News / Species Spotlight / Revisited: Fungiid Plate Corals (05/28/15)

Revisited: Fungiid Plate Corals

by Charles J. Hanley III

Scientific Name(s): Fungia granulose, F. (Cycloseris) fungites, F. klunzingeri, F. Scutaria, F. concinna, F. corona, F. danai, F. fralinae; Heliofungia actiniformis; Cycloseris cyclolites, C. tenuis, C. vaughani; Ctenactis crass, C echinata; Diaseris distorta; Halomitra pilaeus; Herpolitha limax, H. weberi; Lithophyllon mokai; Polyphyllia novaehiberiae, P. talpina; Sandalolitha robusta; Herpetoglossa simplex; Podabacia crustacea

Common Name(s): Plate Corals, Mushroom Corals, Slipper corals, Tongues corals, Hedgehog Coral

Taxonomy:

Domain: Eukarya
Kingdom: Animalia
Phylum: Cnidaria
Class: Anthozoa
Order: Scleractinia
Family: Fungiidae
Genera: Ctenactis, Cycloseris, Diaseris, Fungia, Fungiacyathis, Halomitra, Heliofungia, Herpetoglossa,, Herpolitha, Lithophyllon, Podabacia, Polyphyllia, Sandolitha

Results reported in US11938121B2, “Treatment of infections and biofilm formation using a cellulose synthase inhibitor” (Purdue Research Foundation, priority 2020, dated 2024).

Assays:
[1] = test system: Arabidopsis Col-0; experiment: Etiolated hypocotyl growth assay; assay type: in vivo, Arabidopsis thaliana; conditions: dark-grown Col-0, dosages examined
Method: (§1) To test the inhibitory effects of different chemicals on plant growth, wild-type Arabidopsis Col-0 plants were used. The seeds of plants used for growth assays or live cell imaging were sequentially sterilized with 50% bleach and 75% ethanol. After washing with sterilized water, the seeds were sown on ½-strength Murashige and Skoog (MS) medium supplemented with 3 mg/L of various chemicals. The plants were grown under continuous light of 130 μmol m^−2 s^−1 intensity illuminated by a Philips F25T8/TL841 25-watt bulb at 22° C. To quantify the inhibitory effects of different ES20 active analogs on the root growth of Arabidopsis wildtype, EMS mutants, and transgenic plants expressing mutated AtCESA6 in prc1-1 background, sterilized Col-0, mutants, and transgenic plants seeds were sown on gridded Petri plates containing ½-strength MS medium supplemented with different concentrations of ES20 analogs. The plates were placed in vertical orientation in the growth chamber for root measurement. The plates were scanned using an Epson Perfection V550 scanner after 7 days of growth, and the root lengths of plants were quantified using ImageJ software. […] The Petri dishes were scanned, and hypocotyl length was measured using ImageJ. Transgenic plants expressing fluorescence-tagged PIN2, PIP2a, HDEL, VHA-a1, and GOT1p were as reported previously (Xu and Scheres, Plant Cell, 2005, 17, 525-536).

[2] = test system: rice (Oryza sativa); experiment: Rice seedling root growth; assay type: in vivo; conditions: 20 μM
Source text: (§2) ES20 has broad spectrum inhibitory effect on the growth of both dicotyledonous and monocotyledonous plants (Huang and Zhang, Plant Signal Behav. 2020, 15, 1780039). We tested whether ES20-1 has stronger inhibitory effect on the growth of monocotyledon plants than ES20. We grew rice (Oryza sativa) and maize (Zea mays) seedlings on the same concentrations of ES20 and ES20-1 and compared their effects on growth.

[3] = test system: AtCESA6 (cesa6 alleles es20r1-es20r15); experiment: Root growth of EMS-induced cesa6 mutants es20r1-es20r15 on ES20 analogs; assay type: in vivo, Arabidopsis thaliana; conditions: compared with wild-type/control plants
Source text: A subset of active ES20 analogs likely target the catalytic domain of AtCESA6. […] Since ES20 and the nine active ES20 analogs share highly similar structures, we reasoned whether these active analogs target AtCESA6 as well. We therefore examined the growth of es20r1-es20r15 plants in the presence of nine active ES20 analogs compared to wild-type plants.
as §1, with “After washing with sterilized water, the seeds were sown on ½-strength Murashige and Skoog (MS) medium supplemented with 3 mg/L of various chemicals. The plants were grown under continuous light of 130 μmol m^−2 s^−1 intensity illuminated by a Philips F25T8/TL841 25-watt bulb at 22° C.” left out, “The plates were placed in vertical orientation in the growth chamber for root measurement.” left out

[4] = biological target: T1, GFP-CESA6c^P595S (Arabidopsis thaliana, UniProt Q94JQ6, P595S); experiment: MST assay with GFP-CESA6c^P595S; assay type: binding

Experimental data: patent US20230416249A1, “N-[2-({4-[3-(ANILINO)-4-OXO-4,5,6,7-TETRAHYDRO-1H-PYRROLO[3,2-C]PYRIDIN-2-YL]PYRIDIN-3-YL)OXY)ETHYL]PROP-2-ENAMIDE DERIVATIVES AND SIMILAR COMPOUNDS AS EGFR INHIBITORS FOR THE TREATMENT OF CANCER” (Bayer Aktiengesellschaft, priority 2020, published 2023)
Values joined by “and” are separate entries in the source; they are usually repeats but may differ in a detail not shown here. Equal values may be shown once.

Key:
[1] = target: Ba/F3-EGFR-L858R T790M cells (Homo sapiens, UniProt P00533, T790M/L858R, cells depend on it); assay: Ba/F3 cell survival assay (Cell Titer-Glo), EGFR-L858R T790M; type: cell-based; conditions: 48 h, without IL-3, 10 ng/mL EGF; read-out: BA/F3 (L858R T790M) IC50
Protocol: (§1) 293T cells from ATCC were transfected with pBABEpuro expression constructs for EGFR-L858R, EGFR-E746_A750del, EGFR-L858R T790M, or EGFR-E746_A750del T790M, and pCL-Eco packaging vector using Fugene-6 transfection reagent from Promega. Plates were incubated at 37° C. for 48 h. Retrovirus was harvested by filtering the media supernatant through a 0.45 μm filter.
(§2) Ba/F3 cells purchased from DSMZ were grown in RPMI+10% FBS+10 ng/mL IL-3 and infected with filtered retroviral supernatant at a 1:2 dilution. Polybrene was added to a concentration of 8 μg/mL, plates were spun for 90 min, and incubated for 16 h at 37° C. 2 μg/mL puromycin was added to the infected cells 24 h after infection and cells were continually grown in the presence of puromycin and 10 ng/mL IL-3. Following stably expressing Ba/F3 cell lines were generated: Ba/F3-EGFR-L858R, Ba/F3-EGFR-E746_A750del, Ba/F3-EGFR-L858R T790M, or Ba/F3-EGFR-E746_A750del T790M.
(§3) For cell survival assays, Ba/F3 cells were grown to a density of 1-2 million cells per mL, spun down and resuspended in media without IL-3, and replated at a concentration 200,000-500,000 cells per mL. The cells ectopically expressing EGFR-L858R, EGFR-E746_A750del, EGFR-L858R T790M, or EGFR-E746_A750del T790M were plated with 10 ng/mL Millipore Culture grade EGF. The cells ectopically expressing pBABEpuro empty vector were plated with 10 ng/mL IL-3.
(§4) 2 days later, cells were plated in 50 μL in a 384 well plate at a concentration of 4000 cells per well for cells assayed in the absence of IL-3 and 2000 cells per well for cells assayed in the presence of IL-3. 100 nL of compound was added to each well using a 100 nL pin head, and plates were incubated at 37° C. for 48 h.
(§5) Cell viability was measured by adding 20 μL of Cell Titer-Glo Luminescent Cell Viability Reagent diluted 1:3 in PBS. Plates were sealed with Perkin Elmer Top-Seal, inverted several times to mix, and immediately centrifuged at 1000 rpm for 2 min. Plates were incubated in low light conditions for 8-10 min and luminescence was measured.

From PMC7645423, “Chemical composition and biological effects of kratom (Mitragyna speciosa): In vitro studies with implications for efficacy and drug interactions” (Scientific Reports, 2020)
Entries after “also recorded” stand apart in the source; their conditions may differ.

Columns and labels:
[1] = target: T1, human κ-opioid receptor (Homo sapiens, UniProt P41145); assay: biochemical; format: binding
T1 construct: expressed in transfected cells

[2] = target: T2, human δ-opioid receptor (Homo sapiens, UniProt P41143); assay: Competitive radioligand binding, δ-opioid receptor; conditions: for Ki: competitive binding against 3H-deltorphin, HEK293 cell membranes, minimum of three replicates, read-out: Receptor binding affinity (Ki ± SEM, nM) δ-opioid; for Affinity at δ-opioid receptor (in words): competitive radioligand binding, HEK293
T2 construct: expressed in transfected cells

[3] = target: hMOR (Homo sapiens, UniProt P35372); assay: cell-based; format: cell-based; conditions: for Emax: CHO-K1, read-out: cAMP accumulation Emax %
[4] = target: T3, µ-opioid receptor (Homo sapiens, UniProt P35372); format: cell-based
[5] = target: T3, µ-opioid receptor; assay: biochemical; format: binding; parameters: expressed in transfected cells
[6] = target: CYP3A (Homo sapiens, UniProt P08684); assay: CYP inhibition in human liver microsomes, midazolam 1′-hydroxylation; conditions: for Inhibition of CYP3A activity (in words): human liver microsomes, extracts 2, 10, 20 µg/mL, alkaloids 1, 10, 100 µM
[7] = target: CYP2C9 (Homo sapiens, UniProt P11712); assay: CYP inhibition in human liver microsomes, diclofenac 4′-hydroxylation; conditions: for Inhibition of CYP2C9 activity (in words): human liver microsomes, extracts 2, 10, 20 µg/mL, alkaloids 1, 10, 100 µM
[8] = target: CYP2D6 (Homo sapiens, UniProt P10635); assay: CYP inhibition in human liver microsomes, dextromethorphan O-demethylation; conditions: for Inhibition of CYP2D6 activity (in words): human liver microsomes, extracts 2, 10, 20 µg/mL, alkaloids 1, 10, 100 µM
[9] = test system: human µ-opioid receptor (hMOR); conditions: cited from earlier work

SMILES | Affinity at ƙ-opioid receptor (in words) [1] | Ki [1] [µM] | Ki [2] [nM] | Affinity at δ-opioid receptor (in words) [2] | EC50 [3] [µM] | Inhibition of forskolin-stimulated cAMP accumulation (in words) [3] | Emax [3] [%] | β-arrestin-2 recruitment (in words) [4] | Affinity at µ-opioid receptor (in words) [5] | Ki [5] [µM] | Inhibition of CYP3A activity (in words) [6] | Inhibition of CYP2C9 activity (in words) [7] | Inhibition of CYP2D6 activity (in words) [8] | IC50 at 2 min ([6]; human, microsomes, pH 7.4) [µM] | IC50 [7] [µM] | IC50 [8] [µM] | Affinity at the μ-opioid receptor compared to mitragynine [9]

Description:

Plate corals are some of the most unusual and charming corals on the market. Not only are they quite amazing to look at, they are also easy to spotlight in an aquarium, since they prefer to live on open sand. They can even move themselves if they dont approve of where you put them!

Plate corals are Long Polyped Scleractinians (LPS) and are generally free-living. That is, they do not attach to rocks. Rather, they prefer to live in open sand and move around until they find a suitable location, using cilia or their tentacles. They are characterized by a flattened, oblong skeleton, or corallite, which has pronounced sharp septa that radiate out from the center of the disk. The corallite is covered by thin tissue containing fleshy tentacles and can sometimes also be round or elongate. Some species of plate coral have shorter tentacles which give a studded appearance, while others have long ones which are similar to that of an anemone. Plate corals come in a variety of solid colors and color combinations, ranging from fluorescent orange to hues of purple, pink, green, blue, brown, and beige.

Though there are a large number of genera and species in the Fungiidae family, only a few are available in the aquarium trade. Most typically, one finds short tentacled specimens of the hardy Fungia and Polyphyllia genera and long-tentacled animals from the Heliofungia genus.

Natural Habitat and Ecology: